Julian Moxon/AMSTERDAM

A MAJOR INITIATIVE to prove the cost benefits of flying in a "free-flight" air-traffic-management (ATM) environment must be mounted if the system is ever to become reality, say leading industry officials speaking at the Flight International Airline Navigation '96 conference in Amsterdam on 9 -11 October.

While the operational benefits of the forthcoming communications, navigation, surveillance and ATM (CNS/ATM) system are not in doubt, very little work has been done to demonstrate the business case for its introduction.

"Airlines are confused," says former British Airways chief avionics-development engineer Clive Baxter. "It is unlikely that the ATM community will persuade airlines to fit equipment if the gains are only spurious-there must be a clear, sustainable business case."

Baxter's financial message was reinforced by Boeing CNS/ATM manager David Allen, who told the conference that there needs to be a "-concerted effort to bring business and financial people into consensus on CNS/ATM". He says that the "huge estimates" of savings will fail to impress the financial analysts who hold the purse strings, unless they are backed up by an acceptable business case.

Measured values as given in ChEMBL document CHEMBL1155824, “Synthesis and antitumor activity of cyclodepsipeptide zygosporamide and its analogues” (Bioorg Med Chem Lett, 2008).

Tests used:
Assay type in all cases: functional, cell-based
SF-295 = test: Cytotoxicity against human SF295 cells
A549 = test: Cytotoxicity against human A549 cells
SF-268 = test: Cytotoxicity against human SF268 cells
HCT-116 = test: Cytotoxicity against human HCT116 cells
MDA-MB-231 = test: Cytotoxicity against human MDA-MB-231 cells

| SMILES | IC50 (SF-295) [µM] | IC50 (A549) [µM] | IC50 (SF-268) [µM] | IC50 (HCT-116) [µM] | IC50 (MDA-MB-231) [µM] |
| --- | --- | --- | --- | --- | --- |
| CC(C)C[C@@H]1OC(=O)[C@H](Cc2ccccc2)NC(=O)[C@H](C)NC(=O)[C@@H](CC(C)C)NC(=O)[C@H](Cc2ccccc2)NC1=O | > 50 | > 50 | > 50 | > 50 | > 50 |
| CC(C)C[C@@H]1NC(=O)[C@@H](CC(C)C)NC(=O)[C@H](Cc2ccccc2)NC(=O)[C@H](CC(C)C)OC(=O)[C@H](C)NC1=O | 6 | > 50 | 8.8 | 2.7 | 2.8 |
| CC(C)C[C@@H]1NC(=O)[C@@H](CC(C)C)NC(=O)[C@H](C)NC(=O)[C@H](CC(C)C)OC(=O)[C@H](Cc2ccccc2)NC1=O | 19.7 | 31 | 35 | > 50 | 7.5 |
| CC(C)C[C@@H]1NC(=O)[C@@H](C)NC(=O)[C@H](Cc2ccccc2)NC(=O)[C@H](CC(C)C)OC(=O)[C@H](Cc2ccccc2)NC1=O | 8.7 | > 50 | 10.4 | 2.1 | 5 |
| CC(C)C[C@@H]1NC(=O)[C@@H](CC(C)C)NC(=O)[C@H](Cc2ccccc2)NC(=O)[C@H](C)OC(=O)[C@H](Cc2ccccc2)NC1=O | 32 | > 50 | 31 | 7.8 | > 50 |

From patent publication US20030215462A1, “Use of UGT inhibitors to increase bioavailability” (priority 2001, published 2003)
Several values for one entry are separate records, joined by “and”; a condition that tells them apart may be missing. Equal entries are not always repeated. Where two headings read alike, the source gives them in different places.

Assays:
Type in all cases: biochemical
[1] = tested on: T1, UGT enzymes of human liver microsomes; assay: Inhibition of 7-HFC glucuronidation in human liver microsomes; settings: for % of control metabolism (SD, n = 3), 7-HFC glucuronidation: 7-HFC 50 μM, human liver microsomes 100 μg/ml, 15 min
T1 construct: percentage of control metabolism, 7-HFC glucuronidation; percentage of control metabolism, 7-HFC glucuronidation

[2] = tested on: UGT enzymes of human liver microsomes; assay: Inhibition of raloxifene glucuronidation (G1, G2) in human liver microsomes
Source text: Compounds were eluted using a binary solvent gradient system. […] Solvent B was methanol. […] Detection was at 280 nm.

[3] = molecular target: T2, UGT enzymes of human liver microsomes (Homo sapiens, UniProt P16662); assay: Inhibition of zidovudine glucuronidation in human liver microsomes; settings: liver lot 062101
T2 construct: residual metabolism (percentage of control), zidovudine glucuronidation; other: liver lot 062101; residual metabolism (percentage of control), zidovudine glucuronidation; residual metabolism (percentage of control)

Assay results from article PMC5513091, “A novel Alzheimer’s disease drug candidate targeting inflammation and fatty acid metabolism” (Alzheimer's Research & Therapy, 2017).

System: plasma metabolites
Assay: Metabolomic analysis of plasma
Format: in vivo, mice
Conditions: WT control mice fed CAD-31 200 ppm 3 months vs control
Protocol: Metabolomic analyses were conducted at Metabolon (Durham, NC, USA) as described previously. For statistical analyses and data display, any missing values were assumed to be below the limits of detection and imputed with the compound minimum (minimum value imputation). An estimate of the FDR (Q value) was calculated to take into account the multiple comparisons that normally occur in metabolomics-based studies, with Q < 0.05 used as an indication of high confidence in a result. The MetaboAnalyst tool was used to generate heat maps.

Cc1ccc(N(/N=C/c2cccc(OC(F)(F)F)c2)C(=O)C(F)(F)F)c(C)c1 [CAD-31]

Allen points to Boeing's original Future Air Navigation System (FANS) Package B proposal as a scheme, which foundered because the economic benefits were not proven. The 50 functional upgrades it contained were then reduced to five, resulting in the current FANS-1. This succeeded only after Boeing and the airlines had developed business cases based on specific route structures already supported by infrastructures.

A Euro-control study on potential operating-cost savings has found that airlines flying in European airspace could save up to ECU 650 million ($510 million) annually if Free Route Airspace were to be introduced above flight level 295 - as a direct result of reductions in sector length and the number of conflicts.

Concerns about European free flight are not limited just to the financial aspects; worries also centre on the lack of a proper institutional framework for the introduction of CNS/ATM in Europe. "A lot of people are saying they are happy with the current [ATM] situation. If we want progress, there needs to be a certain amount of coercion," says Kim O'Neil, the UK Civil Aviation Authorities' air-traffic-services planning manager.

The need for unified European airspace is "imperative" before free-flight operations make sense in such dense airspace, says O'Neil, reflecting the concerns of several speakers about the lack of real progress to break down national airspace boundaries.

Source: Flight International